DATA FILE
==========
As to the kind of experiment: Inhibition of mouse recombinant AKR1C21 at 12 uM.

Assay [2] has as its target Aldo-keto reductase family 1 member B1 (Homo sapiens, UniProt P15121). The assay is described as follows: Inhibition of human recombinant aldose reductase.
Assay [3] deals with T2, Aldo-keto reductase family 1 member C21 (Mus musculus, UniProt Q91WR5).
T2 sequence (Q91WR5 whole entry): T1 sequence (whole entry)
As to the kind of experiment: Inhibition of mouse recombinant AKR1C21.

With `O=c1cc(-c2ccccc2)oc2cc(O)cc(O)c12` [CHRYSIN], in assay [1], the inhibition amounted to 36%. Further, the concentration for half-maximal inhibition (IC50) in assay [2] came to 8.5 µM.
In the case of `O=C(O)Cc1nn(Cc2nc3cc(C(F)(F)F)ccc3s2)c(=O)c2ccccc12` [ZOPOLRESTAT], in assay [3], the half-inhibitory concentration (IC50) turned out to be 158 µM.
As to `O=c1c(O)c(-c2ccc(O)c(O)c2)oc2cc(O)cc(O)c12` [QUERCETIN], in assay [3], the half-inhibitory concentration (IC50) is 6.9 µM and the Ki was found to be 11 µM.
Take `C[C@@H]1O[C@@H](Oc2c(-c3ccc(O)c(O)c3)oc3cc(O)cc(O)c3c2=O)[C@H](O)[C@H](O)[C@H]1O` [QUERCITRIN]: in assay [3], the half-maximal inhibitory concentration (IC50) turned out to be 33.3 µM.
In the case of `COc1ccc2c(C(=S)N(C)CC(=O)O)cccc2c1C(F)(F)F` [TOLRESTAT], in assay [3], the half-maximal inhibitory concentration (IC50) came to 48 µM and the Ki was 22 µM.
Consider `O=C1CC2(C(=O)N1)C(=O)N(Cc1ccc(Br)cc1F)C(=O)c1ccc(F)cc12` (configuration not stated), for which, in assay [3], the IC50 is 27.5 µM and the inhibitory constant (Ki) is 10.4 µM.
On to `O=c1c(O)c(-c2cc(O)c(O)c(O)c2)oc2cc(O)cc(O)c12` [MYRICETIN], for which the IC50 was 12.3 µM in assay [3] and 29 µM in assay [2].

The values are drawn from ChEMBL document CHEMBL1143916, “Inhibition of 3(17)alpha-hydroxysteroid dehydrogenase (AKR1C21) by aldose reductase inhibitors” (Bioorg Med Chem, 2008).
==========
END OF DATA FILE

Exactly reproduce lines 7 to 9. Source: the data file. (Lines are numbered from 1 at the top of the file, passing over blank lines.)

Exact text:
In the case of `O=C(O)Cc1nn(Cc2nc3cc(C(F)(F)F)ccc3s2)c(=O)c2ccccc12` [ZOPOLRESTAT], in assay [3], the half-inhibitory concentration (IC50) turned out to be 158 µM.
As to `O=c1c(O)c(-c2ccc(O)c(O)c2)oc2cc(O)cc(O)c12` [QUERCETIN], in assay [3], the half-inhibitory concentration (IC50) is 6.9 µM and the Ki was found to be 11 µM.
Take `C[C@@H]1O[C@@H](Oc2c(-c3ccc(O)c(O)c3)oc3cc(O)cc(O)c3c2=O)[C@H](O)[C@H](O)[C@H]1O` [QUERCITRIN]: in assay [3], the half-maximal inhibitory concentration (IC50) turned out to be 33.3 µM.